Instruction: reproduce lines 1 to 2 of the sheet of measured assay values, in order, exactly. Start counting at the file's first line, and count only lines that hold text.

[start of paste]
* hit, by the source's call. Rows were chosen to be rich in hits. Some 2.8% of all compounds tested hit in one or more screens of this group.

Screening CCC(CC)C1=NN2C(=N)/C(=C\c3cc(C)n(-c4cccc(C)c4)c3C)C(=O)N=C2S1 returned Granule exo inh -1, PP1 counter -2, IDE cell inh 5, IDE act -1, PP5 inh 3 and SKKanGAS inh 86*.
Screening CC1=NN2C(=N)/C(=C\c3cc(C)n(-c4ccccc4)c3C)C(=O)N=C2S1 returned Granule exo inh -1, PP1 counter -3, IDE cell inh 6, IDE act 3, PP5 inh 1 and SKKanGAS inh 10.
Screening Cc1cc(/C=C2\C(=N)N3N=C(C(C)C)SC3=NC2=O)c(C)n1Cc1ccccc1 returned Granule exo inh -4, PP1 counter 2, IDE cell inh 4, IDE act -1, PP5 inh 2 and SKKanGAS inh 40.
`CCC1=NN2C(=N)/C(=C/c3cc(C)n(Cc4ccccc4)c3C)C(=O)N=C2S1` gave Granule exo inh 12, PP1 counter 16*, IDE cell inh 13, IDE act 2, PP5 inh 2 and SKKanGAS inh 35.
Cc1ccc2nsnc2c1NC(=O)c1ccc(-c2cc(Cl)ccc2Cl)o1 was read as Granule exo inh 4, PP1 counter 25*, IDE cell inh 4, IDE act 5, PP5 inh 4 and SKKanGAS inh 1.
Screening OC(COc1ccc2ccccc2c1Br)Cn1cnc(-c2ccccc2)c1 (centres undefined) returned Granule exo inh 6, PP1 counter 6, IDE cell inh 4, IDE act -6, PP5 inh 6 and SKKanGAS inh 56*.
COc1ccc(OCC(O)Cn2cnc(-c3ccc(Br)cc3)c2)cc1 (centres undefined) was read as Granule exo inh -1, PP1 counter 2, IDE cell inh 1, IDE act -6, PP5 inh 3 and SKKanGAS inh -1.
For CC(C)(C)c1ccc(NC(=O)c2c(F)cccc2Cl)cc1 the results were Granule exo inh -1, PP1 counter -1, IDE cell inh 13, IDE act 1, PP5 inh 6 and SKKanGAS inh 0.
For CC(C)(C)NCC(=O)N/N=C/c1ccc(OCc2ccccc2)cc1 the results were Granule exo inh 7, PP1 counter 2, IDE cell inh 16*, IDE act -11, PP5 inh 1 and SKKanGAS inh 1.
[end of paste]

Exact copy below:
* hit, by the source's call. Rows were chosen to be rich in hits. Some 2.8% of all compounds tested hit in one or more screens of this group.

Screening CCC(CC)C1=NN2C(=N)/C(=C\c3cc(C)n(-c4cccc(C)c4)c3C)C(=O)N=C2S1 returned Granule exo inh -1, PP1 counter -2, IDE cell inh 5, IDE act -1, PP5 inh 3 and SKKanGAS inh 86*.